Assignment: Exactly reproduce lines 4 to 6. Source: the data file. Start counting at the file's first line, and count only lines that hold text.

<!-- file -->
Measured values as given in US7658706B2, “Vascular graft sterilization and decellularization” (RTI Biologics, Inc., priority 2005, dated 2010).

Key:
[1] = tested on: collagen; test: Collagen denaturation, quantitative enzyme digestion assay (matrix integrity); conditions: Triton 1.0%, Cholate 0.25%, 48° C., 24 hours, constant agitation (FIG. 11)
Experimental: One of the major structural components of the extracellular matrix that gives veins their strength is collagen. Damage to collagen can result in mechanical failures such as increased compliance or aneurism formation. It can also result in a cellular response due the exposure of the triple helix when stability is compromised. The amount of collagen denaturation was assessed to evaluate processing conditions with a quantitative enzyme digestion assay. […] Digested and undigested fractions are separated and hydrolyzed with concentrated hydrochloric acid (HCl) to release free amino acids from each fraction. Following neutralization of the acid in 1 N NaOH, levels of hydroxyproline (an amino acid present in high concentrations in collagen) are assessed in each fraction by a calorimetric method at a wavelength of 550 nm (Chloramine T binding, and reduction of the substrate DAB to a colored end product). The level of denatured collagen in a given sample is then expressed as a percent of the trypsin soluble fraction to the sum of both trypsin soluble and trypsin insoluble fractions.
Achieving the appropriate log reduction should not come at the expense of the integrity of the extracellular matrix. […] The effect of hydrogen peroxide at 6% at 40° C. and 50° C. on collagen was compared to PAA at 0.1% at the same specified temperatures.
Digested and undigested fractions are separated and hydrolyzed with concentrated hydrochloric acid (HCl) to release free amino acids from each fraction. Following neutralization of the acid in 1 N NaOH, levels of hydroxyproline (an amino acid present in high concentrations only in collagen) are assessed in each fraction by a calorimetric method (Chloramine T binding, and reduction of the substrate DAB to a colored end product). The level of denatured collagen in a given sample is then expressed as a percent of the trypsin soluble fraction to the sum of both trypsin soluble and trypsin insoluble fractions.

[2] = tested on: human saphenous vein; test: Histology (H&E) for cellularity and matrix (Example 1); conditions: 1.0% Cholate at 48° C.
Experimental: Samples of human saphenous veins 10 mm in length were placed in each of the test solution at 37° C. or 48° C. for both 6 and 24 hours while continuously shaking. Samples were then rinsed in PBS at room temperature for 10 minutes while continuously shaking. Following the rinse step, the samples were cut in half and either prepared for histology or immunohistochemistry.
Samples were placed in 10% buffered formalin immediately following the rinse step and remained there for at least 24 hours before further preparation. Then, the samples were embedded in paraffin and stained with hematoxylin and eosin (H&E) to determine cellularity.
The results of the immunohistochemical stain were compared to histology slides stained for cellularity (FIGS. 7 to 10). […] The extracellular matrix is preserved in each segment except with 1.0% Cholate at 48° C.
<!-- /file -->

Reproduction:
Experimental: One of the major structural components of the extracellular matrix that gives veins their strength is collagen. Damage to collagen can result in mechanical failures such as increased compliance or aneurism formation. It can also result in a cellular response due the exposure of the triple helix when stability is compromised. The amount of collagen denaturation was assessed to evaluate processing conditions with a quantitative enzyme digestion assay. […] Digested and undigested fractions are separated and hydrolyzed with concentrated hydrochloric acid (HCl) to release free amino acids from each fraction. Following neutralization of the acid in 1 N NaOH, levels of hydroxyproline (an amino acid present in high concentrations in collagen) are assessed in each fraction by a calorimetric method at a wavelength of 550 nm (Chloramine T binding, and reduction of the substrate DAB to a colored end product). The level of denatured collagen in a given sample is then expressed as a percent of the trypsin soluble fraction to the sum of both trypsin soluble and trypsin insoluble fractions.
Achieving the appropriate log reduction should not come at the expense of the integrity of the extracellular matrix. […] The effect of hydrogen peroxide at 6% at 40° C. and 50° C. on collagen was compared to PAA at 0.1% at the same specified temperatures.
Digested and undigested fractions are separated and hydrolyzed with concentrated hydrochloric acid (HCl) to release free amino acids from each fraction. Following neutralization of the acid in 1 N NaOH, levels of hydroxyproline (an amino acid present in high concentrations only in collagen) are assessed in each fraction by a calorimetric method (Chloramine T binding, and reduction of the substrate DAB to a colored end product). The level of denatured collagen in a given sample is then expressed as a percent of the trypsin soluble fraction to the sum of both trypsin soluble and trypsin insoluble fractions.